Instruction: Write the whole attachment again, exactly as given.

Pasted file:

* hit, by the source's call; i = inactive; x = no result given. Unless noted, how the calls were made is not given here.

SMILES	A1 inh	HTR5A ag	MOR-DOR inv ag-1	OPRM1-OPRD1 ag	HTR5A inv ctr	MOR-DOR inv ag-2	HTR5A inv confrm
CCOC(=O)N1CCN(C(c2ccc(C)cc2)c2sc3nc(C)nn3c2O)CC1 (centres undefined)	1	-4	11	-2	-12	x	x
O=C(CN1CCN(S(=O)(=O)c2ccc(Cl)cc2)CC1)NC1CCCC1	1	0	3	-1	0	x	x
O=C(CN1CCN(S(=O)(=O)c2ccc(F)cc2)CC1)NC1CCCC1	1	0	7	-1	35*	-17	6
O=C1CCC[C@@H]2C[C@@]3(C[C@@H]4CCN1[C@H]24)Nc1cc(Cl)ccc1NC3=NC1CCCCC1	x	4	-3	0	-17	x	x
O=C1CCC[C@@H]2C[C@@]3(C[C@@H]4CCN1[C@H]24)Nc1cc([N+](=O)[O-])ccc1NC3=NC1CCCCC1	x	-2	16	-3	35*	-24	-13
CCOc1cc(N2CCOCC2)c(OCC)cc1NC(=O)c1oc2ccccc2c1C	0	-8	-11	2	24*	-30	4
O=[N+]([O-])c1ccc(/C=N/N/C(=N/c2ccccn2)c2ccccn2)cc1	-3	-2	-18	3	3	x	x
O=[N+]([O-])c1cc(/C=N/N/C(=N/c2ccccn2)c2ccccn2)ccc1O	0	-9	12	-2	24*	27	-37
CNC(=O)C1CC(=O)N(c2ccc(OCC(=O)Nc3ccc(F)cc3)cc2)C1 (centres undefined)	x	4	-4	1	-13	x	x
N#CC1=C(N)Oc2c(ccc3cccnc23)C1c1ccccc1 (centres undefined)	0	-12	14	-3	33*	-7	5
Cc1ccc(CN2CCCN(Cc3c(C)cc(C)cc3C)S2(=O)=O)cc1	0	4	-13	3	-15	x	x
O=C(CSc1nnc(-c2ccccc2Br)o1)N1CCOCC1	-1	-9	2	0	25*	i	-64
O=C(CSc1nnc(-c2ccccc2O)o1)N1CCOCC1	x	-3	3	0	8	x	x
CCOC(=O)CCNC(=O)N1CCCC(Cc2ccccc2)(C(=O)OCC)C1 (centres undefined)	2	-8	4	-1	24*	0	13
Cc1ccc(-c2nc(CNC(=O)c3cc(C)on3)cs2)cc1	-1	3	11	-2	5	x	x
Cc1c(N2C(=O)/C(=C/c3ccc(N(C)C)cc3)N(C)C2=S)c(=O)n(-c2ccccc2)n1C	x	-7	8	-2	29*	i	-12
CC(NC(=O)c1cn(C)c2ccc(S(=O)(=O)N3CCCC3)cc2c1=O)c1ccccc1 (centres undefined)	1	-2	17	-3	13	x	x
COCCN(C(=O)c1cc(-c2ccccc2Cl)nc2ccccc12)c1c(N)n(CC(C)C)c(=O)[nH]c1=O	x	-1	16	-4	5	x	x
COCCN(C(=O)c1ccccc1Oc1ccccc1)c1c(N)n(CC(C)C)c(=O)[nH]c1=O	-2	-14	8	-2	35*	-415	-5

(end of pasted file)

* hit, by the source's call; i = inactive; x = no result given. Unless noted, how the calls were made is not given here.

SMILES	A1 inh	HTR5A ag	MOR-DOR inv ag-1	OPRM1-OPRD1 ag	HTR5A inv ctr	MOR-DOR inv ag-2	HTR5A inv confrm
CCOC(=O)N1CCN(C(c2ccc(C)cc2)c2sc3nc(C)nn3c2O)CC1 (centres undefined)	1	-4	11	-2	-12	x	x
O=C(CN1CCN(S(=O)(=O)c2ccc(Cl)cc2)CC1)NC1CCCC1	1	0	3	-1	0	x	x
O=C(CN1CCN(S(=O)(=O)c2ccc(F)cc2)CC1)NC1CCCC1	1	0	7	-1	35*	-17	6
O=C1CCC[C@@H]2C[C@@]3(C[C@@H]4CCN1[C@H]24)Nc1cc(Cl)ccc1NC3=NC1CCCCC1	x	4	-3	0	-17	x	x
O=C1CCC[C@@H]2C[C@@]3(C[C@@H]4CCN1[C@H]24)Nc1cc([N+](=O)[O-])ccc1NC3=NC1CCCCC1	x	-2	16	-3	35*	-24	-13
CCOc1cc(N2CCOCC2)c(OCC)cc1NC(=O)c1oc2ccccc2c1C	0	-8	-11	2	24*	-30	4
O=[N+]([O-])c1ccc(/C=N/N/C(=N/c2ccccn2)c2ccccn2)cc1	-3	-2	-18	3	3	x	x
O=[N+]([O-])c1cc(/C=N/N/C(=N/c2ccccn2)c2ccccn2)ccc1O	0	-9	12	-2	24*	27	-37
CNC(=O)C1CC(=O)N(c2ccc(OCC(=O)Nc3ccc(F)cc3)cc2)C1 (centres undefined)	x	4	-4	1	-13	x	x
N#CC1=C(N)Oc2c(ccc3cccnc23)C1c1ccccc1 (centres undefined)	0	-12	14	-3	33*	-7	5
Cc1ccc(CN2CCCN(Cc3c(C)cc(C)cc3C)S2(=O)=O)cc1	0	4	-13	3	-15	x	x
O=C(CSc1nnc(-c2ccccc2Br)o1)N1CCOCC1	-1	-9	2	0	25*	i	-64
O=C(CSc1nnc(-c2ccccc2O)o1)N1CCOCC1	x	-3	3	0	8	x	x
CCOC(=O)CCNC(=O)N1CCCC(Cc2ccccc2)(C(=O)OCC)C1 (centres undefined)	2	-8	4	-1	24*	0	13
Cc1ccc(-c2nc(CNC(=O)c3cc(C)on3)cs2)cc1	-1	3	11	-2	5	x	x
Cc1c(N2C(=O)/C(=C/c3ccc(N(C)C)cc3)N(C)C2=S)c(=O)n(-c2ccccc2)n1C	x	-7	8	-2	29*	i	-12
CC(NC(=O)c1cn(C)c2ccc(S(=O)(=O)N3CCCC3)cc2c1=O)c1ccccc1 (centres undefined)	1	-2	17	-3	13	x	x
COCCN(C(=O)c1cc(-c2ccccc2Cl)nc2ccccc12)c1c(N)n(CC(C)C)c(=O)[nH]c1=O	x	-1	16	-4	5	x	x
COCCN(C(=O)c1ccccc1Oc1ccccc1)c1c(N)n(CC(C)C)c(=O)[nH]c1=O	-2	-14	8	-2	35*	-415	-5